I don't believe that a rule book covers all eventualities. A public service worker has to initiate procedures some of the time. Even a practical worker such as a garbage collector has to have some initiative i.e. common sense. He may also have to use moral initiative. So far there are no automata who are politicians.There are not even automatic garbage collectors.

If you are in difficulties and need the help of a stranger you don't need or want "mind your own goddamned business and keep your friggin' hands to yourself".

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Re: Obviously what we want is a lot more guns

Post by -1- » Wed Oct 11, 2017 9:55 am

Belinda wrote:
Tue Oct 10, 2017 6:47 pm
Random killings are even more evil when they are permitted by an institution. The lone killer might have been a psychopath. An institution such as the police, or some religion ,or some government, randomly killing people is not the work of some lone sicko but is evidence of institutionalised evil.
Therefore we must convict and sentence all evil to serve time in jail, and lock them up and throw away the key, until they rot so long behind bars that they get REALLY institutionalized.

You know, get to be so that evil can't ever pee again without first asking permission to go to the bathroom, and evil will NEVER pick up a bar of soap dropped on the floor, and evil can't even imagine living "outside" ever again, he is so comfy in there, you know, with all those rules to make his mind go comfy, numb and lazy, because there are no decisions to be made and such like.

Not very much unlike VegetarianTaxidermy here, who has picked up so many bars of soap that he's become one twitching nervous twist of a sorry sight. Can you imagine what it must be to be inside his skull?? Yikes!! I mean, inside his head of cabbage.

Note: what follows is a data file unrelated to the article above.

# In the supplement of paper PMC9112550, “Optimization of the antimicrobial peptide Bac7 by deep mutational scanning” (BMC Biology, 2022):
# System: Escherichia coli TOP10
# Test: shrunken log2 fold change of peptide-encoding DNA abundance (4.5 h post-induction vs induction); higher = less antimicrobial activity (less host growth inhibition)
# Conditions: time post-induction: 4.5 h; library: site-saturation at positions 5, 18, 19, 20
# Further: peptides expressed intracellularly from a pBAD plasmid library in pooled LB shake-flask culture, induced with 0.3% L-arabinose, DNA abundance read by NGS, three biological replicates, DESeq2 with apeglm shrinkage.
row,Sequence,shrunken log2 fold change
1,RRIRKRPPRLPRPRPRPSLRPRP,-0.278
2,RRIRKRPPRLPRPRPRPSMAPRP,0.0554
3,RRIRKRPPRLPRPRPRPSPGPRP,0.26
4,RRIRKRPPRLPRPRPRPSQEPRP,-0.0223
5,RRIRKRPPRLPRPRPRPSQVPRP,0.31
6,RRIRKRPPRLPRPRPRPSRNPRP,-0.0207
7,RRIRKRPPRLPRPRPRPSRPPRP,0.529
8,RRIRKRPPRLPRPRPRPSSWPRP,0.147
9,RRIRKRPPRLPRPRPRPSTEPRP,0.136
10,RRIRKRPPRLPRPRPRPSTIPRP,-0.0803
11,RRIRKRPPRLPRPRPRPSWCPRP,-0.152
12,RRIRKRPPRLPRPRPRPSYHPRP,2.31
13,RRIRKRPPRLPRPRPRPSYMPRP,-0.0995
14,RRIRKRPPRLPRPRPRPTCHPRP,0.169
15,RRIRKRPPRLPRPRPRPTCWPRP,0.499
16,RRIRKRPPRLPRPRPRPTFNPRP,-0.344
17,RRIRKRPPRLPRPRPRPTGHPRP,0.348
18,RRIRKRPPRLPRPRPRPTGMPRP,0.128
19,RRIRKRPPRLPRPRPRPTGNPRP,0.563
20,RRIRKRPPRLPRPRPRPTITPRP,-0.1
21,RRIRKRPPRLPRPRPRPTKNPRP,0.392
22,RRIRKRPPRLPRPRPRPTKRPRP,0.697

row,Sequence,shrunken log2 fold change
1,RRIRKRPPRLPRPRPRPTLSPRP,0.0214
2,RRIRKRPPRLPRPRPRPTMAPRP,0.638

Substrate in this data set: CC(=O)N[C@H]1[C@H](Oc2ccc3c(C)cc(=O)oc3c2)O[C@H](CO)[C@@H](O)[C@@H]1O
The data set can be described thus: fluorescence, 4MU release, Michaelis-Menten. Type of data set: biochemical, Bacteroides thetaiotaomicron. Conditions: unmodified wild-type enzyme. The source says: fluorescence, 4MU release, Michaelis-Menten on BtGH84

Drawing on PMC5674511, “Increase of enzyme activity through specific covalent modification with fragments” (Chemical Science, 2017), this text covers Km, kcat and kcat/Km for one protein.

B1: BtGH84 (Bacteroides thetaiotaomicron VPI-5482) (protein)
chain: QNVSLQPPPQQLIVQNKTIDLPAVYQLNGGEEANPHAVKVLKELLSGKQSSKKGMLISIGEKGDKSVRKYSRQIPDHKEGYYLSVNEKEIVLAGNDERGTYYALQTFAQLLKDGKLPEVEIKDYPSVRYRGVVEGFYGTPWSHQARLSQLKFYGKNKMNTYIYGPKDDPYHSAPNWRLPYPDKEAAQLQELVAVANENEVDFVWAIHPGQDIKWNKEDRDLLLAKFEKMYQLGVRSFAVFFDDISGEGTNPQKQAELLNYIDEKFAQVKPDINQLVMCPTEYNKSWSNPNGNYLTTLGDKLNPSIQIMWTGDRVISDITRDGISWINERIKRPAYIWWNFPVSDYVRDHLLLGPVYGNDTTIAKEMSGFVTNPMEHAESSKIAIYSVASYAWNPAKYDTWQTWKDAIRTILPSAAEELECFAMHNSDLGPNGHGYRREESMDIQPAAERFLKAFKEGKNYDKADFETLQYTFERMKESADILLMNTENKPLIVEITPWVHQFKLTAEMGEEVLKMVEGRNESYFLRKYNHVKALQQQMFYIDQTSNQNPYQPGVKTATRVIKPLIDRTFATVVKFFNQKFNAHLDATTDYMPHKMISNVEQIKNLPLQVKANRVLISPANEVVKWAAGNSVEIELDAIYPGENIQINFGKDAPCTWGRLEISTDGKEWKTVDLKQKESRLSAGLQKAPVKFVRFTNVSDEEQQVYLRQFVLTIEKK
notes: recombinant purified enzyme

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Re:

Post by -1- » Wed Oct 11, 2017 9:59 am

henry quirk wrote:
Tue Oct 10, 2017 8:17 pm
...employees are supposed to be resource managers, not behavioral directors or financial planners or moral arbiters.
I read, by mistake, the above as Arbeiters, you know, the German word for worker. Thence, I had some other corollaries... Arse-biters. Etc.

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Re: Obviously what we want is a lot more guns

Post by -1- » Wed Oct 11, 2017 10:01 am

I like the idea of working for the government as a moral arse-biter. Wow. I can hardly wait to see the job description.

Watch-dog of society?

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Re: Obviously what we want is a lot more guns

Post by Walker » Wed Oct 11, 2017 1:05 pm

Arising_uk wrote:
Tue Oct 10, 2017 2:51 pm
Walker wrote:...
Why did the murderer take so many guns up to the suite?
Well apart from being a gun-nut I guess it'd be quicker than having to reload.
He had more at home.

He had as many guns as an arms dealer.

He had a lot of money, too.

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Arising_uk
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Re: Obviously what we want is a lot more guns

Post by Arising_uk » Wed Oct 11, 2017 1:29 pm

Walker wrote:He had more at home. ...
19 apparently, which just reinforces the idea he was a gun-nut.
He had as many guns as an arms dealer.
I thought 'arms dealers' were just middle-men?
He had a lot of money, too.
So?

But you asked why he took so many and the answer appears obvious, you don't have to reload.

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henry quirk
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Post by henry quirk » Wed Oct 11, 2017 3:04 pm

"if the doctor refuses to endorse that I am incapable of work when he knows I am capable that doctor exercises her moral conscience and is in the right to refuse."

That's one (accurate) way to frame it...me, I say the Doc is operating out of self-interest...he refuses to assist you in defrauding (presumably) taxpayers cuz -- if caught -- he'll lose his profession, go to jail, etc. Not exactly morality in operation, I guess, but close enough.

I, for example, don't rip off my customers (even though my work is unregulated and unsupervised and it would be easy to take each and every one to the cleaners)...I play fair and honest with my customers cuz I'm pragmatic: it's just easier all the way around, nuthin' nasty can bite me on the ass (hey, -1- !) down the road, fairly treated folks tend to think kindly of you and are more inclined to be repeat business than shafted folks, etc....again, not exactly morality in operation, but close enough.